I was speaking with a friend the other day, and I happened to say "morally, Borel determinacy is as strong as ZF." I was riffing on the well-known result of Harvey Friedman, that we need ...
1
vote
1answer
58 views

When two theorems are equivalent? [Formal definition]

I understand that two mathematical statements (theorems) are equivalent when one can prove any of the statements by using the other one. Is there a formalism for such a description?
1
vote
1answer
47 views

Identify the type of fallacy

"Mohan is a student and he is hardworking. Therefore, all students are hardworking." Is the fallacy committed here that of converse accident or of composition? From what I understand, it is the ...
0
votes
1answer
30 views

Non-empty intersection of specific sets

For any set Y (to begin with, it may be countable), given a collection of relations $$R = \{R_y \subseteq \{0,1\}^Y \mid y \in Y\},$$ having the finite intersection property and such that for ...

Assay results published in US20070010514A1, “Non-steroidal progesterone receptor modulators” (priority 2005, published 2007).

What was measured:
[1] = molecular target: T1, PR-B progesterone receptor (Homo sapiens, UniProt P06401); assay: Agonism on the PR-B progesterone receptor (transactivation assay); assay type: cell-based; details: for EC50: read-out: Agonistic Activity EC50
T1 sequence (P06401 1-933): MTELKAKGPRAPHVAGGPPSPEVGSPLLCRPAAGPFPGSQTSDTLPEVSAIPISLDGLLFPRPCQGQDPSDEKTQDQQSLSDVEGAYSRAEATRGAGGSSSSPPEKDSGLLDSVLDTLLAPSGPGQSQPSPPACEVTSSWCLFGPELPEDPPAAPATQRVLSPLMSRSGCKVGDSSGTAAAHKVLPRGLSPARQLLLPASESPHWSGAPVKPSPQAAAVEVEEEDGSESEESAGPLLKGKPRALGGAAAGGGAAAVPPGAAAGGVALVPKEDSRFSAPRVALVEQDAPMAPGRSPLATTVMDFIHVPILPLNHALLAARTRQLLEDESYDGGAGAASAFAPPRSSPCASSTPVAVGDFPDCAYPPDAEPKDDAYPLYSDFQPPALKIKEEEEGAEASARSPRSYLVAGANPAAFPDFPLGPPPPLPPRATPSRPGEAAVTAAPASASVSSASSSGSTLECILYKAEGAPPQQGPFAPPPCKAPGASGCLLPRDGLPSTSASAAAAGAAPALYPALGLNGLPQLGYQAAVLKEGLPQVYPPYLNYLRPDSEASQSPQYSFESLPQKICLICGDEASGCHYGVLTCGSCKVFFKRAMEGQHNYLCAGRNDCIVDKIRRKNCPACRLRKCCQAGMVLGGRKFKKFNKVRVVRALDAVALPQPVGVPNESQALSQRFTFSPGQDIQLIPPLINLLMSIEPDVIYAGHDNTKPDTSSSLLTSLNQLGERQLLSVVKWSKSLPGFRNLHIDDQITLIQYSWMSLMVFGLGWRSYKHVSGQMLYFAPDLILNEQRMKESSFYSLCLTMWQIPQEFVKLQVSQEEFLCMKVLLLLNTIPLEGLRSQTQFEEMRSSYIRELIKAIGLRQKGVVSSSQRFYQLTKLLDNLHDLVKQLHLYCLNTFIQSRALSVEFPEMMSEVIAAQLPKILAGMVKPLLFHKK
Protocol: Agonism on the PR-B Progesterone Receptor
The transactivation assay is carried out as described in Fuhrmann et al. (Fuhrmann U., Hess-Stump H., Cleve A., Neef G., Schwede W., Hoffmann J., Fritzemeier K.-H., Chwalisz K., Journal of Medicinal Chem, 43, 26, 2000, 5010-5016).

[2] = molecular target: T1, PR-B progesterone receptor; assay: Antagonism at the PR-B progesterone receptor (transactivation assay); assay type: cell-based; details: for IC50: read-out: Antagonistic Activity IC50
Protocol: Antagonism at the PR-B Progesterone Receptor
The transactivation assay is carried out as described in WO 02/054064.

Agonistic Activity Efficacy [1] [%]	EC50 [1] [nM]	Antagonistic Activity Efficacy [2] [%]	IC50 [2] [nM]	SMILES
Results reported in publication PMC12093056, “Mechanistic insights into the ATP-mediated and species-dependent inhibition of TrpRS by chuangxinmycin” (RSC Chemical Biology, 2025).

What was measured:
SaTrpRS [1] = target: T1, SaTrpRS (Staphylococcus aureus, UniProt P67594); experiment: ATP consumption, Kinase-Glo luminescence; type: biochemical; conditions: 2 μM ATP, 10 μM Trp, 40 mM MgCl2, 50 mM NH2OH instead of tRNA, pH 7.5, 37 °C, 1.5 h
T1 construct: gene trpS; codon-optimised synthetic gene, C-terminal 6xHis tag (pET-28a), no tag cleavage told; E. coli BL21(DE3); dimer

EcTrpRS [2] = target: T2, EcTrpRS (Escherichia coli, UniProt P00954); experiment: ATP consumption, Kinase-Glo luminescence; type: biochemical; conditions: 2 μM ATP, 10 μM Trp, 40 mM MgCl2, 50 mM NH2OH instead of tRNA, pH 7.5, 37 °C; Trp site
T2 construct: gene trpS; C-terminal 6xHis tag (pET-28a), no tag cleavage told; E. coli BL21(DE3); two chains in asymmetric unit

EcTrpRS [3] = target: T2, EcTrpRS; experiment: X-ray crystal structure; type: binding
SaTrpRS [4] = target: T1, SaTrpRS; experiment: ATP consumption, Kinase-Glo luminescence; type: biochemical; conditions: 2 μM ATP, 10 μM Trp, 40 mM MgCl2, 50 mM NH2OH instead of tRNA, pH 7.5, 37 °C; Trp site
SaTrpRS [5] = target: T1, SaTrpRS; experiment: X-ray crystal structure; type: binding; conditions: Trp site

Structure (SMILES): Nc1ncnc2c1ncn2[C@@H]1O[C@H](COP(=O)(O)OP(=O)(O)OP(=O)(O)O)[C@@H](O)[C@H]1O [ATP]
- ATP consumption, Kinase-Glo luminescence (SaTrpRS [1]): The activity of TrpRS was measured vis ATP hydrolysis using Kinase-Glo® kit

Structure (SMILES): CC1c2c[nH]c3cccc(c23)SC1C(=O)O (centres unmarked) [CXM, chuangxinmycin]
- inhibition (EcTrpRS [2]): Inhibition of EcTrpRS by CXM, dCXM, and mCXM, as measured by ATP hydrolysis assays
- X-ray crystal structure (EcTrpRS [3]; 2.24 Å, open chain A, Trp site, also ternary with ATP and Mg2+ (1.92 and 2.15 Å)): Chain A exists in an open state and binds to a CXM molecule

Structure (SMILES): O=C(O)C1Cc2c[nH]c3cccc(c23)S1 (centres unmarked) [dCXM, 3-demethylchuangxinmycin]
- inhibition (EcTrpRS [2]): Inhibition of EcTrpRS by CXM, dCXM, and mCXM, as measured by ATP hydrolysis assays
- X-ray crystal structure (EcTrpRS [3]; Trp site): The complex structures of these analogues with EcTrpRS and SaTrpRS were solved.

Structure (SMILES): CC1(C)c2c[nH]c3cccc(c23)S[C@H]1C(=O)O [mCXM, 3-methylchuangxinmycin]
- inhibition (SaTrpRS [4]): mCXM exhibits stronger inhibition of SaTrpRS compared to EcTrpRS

0
votes
1answer
38 views

What does “resolve away” exactly mean in propositional logic?

I have never had logic classes so I always struggle with the assignments that concern this interesting field. I was reading the slides about resolution theorem proving and there was a step-by-step ...
0
votes
0answers
42 views

Math, logic symbol for “instance of”

I saw a discussion of a possible symbol for "example," but I need "example/instance of." There is of course $a \in S$ which is a is a member of/in S, but is there a specific way of stating $a ...
1
vote
1answer
20 views

Prove $\vdash\forall x(\alpha\to\beta)\to(\exists x\alpha\to\exists x\beta)$

I want to show that: $\vdash\forall x(\alpha\to\beta)\to(\exists x\alpha\to\exists x\beta)$ I started my deduction as follows: $\vdash\forall x(\alpha\to\beta)\to(\forall ...
2
votes
1answer
30 views

Are the following logical statements equal? Solution verification

We were requested to rewrite the following statement: \begin{equation*} ((\phi \rightarrow(\psi \lor \lnot X)) \land (\phi \rightarrow (\psi \land X))) \end{equation*} using $\exists, \land, \lnot $ ...